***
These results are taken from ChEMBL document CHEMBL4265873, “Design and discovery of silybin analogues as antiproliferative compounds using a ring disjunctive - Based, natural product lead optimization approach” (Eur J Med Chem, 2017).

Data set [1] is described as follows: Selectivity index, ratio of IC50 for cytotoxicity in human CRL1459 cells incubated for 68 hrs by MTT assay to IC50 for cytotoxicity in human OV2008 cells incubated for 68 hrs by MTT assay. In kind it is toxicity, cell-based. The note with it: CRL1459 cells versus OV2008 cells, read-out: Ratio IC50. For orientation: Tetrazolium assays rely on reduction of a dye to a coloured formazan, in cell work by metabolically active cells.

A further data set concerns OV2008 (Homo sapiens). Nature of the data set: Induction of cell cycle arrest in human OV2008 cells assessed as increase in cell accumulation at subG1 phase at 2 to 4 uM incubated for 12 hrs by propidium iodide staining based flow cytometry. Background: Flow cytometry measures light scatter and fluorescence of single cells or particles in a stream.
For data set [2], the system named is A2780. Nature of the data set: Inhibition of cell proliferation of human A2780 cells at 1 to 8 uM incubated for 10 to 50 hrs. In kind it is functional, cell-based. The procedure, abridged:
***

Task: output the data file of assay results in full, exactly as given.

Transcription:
These results are taken from ChEMBL document CHEMBL4265873, “Design and discovery of silybin analogues as antiproliferative compounds using a ring disjunctive - Based, natural product lead optimization approach” (Eur J Med Chem, 2017).

Data set [1] is described as follows: Selectivity index, ratio of IC50 for cytotoxicity in human CRL1459 cells incubated for 68 hrs by MTT assay to IC50 for cytotoxicity in human OV2008 cells incubated for 68 hrs by MTT assay. In kind it is toxicity, cell-based. The note with it: CRL1459 cells versus OV2008 cells, read-out: Ratio IC50. For orientation: Tetrazolium assays rely on reduction of a dye to a coloured formazan, in cell work by metabolically active cells.

A further data set concerns OV2008 (Homo sapiens). Nature of the data set: Induction of cell cycle arrest in human OV2008 cells assessed as increase in cell accumulation at subG1 phase at 2 to 4 uM incubated for 12 hrs by propidium iodide staining based flow cytometry. Background: Flow cytometry measures light scatter and fluorescence of single cells or particles in a stream.
For data set [2], the system named is A2780. Nature of the data set: Inhibition of cell proliferation of human A2780 cells at 1 to 8 uM incubated for 10 to 50 hrs. In kind it is functional, cell-based. The procedure, abridged: